Daily Updates

July 1, 2013

More elite fire crews go to Arizona after 19 killed

YARNELL, Ariz. — An out-of-control blaze overtook an elite group of firefighters trained to battle the nation’s fiercest wildfires, killing 19 members as they tried to protect themselves from the flames under fire-resistant shields.

It was the most firefighters killed battling a wildfire in the U.S. in decades.

The lightning-sparked fire, which spread to at least 2,000 acres amid triple-digit temperatures, also destroyed 200 homes and sent hundreds fleeing from Yarnell, a town of about 700 residents about 85 miles northwest of Phoenix. Residents huddled in shelters and local restaurants, watching their homes burn on TV as flames lit up the night sky in the forest above the town.

The disaster Sunday afternoon all but wiped out the 20-member Hotshot fire crew based in nearby Prescott, leaving the city’s fire department reeling.

“We grieve for the family. We grieve for the department. We grieve for the city,” Prescott Fire Chief Dan Fraijo said at a news conference Sunday evening. “We’re devastated. We just lost 19 of the finest people you’ll ever meet.”

A total of 250 firefighters and support personnel were assigned to the fire as of Sunday. Fire managers said a top-level management team and another four Hotshot crews were on the way Monday. They typically have 20 members each.

Spokesmen for fire managers did not immediately respond to requests for comment early Monday.

The National Weather Service said there’s a 30 percent of thunderstorms and showers Monday in the Yarnell area. Rain could help slow the fire, but the forecast also says the storms could produce gusty winds.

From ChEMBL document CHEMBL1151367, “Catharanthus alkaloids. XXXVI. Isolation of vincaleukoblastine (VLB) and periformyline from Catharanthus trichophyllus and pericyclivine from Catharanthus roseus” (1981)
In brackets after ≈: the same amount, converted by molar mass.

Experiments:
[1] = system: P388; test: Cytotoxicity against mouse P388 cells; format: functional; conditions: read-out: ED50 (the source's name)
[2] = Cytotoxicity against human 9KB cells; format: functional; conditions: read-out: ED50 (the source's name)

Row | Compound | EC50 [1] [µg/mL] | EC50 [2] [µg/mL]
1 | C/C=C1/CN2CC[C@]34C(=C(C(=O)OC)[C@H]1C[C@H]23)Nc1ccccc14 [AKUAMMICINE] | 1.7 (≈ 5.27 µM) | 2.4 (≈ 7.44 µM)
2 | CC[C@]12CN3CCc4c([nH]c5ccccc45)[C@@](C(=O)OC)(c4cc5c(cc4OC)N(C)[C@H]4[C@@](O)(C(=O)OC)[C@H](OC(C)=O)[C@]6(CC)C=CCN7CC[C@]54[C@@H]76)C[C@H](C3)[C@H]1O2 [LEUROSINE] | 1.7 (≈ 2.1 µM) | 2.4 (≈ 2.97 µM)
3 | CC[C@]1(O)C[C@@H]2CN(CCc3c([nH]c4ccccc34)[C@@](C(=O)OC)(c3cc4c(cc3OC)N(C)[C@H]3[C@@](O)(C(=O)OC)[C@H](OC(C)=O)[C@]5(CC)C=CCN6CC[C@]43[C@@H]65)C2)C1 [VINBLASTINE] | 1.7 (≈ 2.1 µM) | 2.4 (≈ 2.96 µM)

Television aerial video footage showed law enforcement vehicles patrolling Yarnell, driving streets with burned buildings on both sides.

The National Fire Protection Association website lists the last wildland fire to kill more firefighters as the 1933 Griffith Park fire of Los Angeles, which killed 29. The most firefighters — 340 — were killed in the 9/11 terrorist attacks in New York, according to the website.

Most people had evacuated from the town, and no injuries or other deaths were reported.

Hotshot crews go through specialized training and are often deployed soon after a fire breaks out. Sometimes they hike for miles into the wilderness with chain saws and backpacks filled with heavy gear to build lines of protection between people and fires. They remove brush, trees and anything that might burn in the direction of homes and cities. This crew had worked other wildfires in recent weeks in New Mexico and Arizona.

As a last-ditch effort at survival, Hotshot crew members are trained to dig into the ground and cover themselves with the tent-like shelter made of fire-resistant material, Fraijo said. The hope in that desperate situation is that the fire will burn over them and they will survive.

“It’s an extreme measure that’s taken under the absolute worst conditions,” Fraijo said.

Nineteen fire shelters were deployed, and some of the firefighters were found inside them, while others were outside the shelters, Mike Reichling, Arizona State Forestry Division spokesman, told the Arizona Republic.

Prescott, which is more than 30 miles northeast of Yarnell, is home to one of 110 Hotshot crews in the United States, according to the U.S. Forest Service website. The unit was established in 2002, and the city also has 75 suppression team members.

In 1994, the Storm King Fire near Glenwood Springs, Colo., killed 14 firefighters who were overtaken by a sudden explosion of flames.

President Barack Obama called the 19 firefighters heroes and said in a statement that the federal government was assisting state and local officials.